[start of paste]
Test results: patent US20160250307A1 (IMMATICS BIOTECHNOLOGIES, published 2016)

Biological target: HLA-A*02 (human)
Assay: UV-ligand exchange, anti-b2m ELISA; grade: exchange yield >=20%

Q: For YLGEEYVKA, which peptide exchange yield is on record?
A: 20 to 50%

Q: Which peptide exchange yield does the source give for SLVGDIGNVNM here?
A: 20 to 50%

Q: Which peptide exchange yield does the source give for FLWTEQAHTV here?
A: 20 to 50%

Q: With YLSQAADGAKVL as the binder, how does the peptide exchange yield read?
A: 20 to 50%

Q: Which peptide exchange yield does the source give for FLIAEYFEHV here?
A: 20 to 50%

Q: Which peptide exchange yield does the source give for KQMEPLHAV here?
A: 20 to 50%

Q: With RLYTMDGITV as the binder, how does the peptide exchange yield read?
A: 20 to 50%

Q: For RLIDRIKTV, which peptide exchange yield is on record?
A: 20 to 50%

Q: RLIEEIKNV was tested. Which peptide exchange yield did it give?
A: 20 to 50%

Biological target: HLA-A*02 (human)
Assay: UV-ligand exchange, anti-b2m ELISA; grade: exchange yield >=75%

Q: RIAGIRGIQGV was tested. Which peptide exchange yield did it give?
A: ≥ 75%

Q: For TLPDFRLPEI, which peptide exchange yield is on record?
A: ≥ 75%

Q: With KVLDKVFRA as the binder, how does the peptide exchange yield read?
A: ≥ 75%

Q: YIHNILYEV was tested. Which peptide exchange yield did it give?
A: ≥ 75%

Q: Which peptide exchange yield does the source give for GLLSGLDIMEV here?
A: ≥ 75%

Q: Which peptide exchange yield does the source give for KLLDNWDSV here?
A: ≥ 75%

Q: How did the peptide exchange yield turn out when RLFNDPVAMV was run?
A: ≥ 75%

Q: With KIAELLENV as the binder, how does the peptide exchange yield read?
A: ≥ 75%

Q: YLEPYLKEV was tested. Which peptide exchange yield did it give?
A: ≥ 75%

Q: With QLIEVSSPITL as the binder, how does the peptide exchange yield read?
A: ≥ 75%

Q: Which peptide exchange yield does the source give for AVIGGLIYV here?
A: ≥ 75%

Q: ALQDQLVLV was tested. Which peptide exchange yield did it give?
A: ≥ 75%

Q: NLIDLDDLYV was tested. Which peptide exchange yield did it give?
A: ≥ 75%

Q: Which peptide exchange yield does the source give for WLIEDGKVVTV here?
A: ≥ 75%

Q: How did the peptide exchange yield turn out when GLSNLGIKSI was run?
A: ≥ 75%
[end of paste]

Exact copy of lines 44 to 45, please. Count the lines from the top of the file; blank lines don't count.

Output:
Q: Which peptide exchange yield does the source give for AVIGGLIYV here?
A: ≥ 75%